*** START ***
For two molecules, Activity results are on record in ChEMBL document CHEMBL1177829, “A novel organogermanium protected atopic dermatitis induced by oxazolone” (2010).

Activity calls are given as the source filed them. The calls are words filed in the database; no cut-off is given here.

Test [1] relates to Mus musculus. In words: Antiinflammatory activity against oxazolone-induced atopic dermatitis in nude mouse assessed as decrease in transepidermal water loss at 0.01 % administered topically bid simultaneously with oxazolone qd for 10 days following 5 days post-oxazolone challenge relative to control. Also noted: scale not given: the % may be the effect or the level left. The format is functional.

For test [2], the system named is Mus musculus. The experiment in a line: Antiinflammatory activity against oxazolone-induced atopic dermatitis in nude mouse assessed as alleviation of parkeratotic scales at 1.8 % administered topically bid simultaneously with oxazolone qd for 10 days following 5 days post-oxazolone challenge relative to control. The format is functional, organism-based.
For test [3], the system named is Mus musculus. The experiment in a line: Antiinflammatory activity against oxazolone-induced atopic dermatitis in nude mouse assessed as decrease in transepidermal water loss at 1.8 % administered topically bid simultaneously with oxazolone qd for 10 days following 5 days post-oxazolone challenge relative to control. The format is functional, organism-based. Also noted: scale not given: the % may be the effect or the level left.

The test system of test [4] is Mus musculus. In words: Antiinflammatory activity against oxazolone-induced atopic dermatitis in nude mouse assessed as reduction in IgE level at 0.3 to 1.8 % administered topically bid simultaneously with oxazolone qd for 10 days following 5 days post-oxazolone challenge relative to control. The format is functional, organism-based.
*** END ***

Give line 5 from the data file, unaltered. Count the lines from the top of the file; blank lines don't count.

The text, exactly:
For test [3], the system named is Mus musculus. The experiment in a line: Antiinflammatory activity against oxazolone-induced atopic dermatitis in nude mouse assessed as decrease in transepidermal water loss at 1.8 % administered topically bid simultaneously with oxazolone qd for 10 days following 5 days post-oxazolone challenge relative to control. The format is functional, organism-based. Also noted: scale not given: the % may be the effect or the level left.